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The effects of stress on your Health – Kate Arnott

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An increase in Stress

‘Stress’ is becoming an increasingly popular topic of discussion within the health world as its effects can most often be traced after the manifestation of any illness. With the pace at which we live today, the foods that we feed ourselves, the thoughts that we think, there is no wonder the world as a collective is becoming chronically ill.

We spoke to gut health specialist, Kate Arnott, about the effects of stress on the body and how to manage it.


If we take a closer look at the word ‘disease’ we can see that what we’re actually experiencing is a ‘lack of ease’ within the body, mind and soul.


The physiological effects of stress (particularly chronic stress) have been studied at length. This includes all kinds of stress such as mental, emotional, physical – which ultimately all play into one another. You may not feel ‘stressed’ per se, however what is reflecting in your body might show otherwise.

This is typically due to elevated cortisol (a hormone released in response to various stressors), which over a long period of time starts to negatively affect the functioning of various organ systems, blood sugar levels, hormones, and the immune system.

Manage your stress

From my personal experience, I feel the most effective ‘preventative health care’ tool is quite simply, learning to manage your stress levels. There are many ways in which we can learn to manage stress and if you are particularly susceptible, this must become a moment-to-moment practice. A consistent, conscious connection to your body to know when you might be slipping out of alignment.

Notice your breath

The first tool is to become aware of your breathing. Notice how you breathe when you are relaxed vs when you are not. And with this awareness, constantly regulating your breathing, slowing down in order to calm your nervous system, shifting you out of the stress response. I tend to place my hand over my heart to feel the connection between my heartbeat and breath. This also elicits a sense of self-compassion which is essential on this journey.


Beginning a yoga and/ or meditation practice can be amazingly effective in learning to ‘listen’ to your body’s intricacies, breathe and contemplate from a space of equanimity.

Cultivate a healthy lifestyle

The second tool I would recommend is cultivating a healthy, enjoyable diet and exercise routine. Minimizing any tendencies toward obsession and ‘over-doing’ it as this will cause more stress. A constant reflection pre meal and workout of your intention is helpful as it should never feel like a chore. Rather a way for you to nourish your body, mind, and soul simultaneously.

Become aware of your thoughts

Lastly, becoming acutely aware of the thoughts that you think. Any negative thoughts towards others or yourself feeds the momentum of poor wellbeing. This extends to what you watch, the people you spend time with and the work you do. The more positivity you can cultivate on a daily basis, the less subtle stress you will experience and the more resilient to stress you will become.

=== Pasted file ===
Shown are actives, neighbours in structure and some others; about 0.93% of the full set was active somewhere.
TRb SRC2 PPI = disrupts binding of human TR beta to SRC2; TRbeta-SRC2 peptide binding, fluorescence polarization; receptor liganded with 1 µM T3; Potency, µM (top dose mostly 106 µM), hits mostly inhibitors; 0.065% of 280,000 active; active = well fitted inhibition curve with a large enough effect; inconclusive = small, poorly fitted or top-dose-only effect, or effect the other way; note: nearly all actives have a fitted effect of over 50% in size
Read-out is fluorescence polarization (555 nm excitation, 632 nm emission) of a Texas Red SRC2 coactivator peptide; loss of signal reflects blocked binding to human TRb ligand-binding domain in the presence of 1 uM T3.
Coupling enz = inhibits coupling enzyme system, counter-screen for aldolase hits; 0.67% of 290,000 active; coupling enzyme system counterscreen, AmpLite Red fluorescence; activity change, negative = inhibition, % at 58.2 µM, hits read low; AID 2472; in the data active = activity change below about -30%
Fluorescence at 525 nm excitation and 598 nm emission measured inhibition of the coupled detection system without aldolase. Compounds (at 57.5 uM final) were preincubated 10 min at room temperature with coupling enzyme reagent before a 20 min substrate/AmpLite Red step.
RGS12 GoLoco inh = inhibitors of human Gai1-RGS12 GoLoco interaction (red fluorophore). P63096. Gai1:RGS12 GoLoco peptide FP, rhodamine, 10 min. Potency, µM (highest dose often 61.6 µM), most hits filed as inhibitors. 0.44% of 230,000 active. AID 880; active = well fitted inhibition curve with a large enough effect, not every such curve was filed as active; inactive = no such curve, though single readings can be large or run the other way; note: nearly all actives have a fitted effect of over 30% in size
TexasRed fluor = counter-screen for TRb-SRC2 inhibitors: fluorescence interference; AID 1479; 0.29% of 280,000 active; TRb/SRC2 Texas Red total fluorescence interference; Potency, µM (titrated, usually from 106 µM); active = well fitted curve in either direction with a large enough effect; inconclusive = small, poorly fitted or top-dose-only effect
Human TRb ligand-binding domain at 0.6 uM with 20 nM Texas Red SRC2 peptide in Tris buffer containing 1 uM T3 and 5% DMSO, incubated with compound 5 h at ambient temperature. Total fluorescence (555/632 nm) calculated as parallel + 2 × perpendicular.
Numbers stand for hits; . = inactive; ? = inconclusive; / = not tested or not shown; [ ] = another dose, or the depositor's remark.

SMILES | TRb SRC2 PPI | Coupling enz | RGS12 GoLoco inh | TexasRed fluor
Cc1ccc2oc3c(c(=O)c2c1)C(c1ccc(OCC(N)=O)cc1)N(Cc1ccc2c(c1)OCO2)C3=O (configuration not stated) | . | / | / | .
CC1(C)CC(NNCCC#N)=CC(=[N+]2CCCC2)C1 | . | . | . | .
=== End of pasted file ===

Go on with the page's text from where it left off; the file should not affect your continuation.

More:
Supplements for stress

Oftentimes, supplements can be immensely helpful as an addition to the personal work you put in to managing your stress. Owing to the balancing effects of CBD on the body, taking a CBD to supplement your stress management practices would be effective. CBD also helps to mitigate some of the effects of stress on the body. In addition to this, Reishi has a calming effect on the nervous system and is highly effective is modulating the immune system.

Nature’s Relief CBD Calm

Nature’s Relief has developed a CBD specifically to help with Stress. Nature’s Relief CBD Calm is a safe and effective way of managing anxiety around stressful situations. CBD works by affecting the body’s endocannabinoid system which naturally produces cannabinoids, such as anandamide. This cannabinoid acts upon the body’s CB1 and CB2 receptors and plays a key role in regulating fear and anxiety. CBD has also been found to increase serotonin, a neurotransmitter which controls mood and behaviour. Serotonin has at least 14 different receptors, but CBD specifically binds to 5-HT1A which is thought to have the strongest role in anxiety disorders. Using CBD to treat stress is a safe and effective way of managing anxiety around stressful situations.

Stress-ease roller

Our stress ease roller is an excellent way to help keep calm and relax by applying it to the temple and under the nose. This roller contains Hops, St. Johns wort, valerian root, chamomile, lavender, lemongrass, magnesium and MSM which are all good for stress, anxiety, depression, insomnia and hyperadrenalism.

Calm Nootropic with Reishi

If you are looking for an easy quick boost in the morning to help ease anxiety, we have developed a single serving shot that will help ease your nerves. This is a blend of nano CBD and reishi, perfect for the day when you have a lot on your mind, and you need to take the edge off to focus on the task at hand. The Nature’s Relief Reishi tincture is also great for easing the symptoms of stress. Reishi contains a compound called triterpene which is a mood boosting compound that may alleviate stress, anxiety, and depression.

More about Kate Arnott

Kate is a Nutrition Scientist and a yoga teacher with a 500 hour yoga teacher training qualification. Kate believes in empowerment through movement, nutrition and environment.

You can find more information on Kate on her website:

Or follow Kate on Instagram:

Kate also talks a lot about stress, gut and associated conditions on her Instagram page, Nutritional Alchemy:

Super Green Moringa Soup!
Nature’s Relief Nootropic Calm



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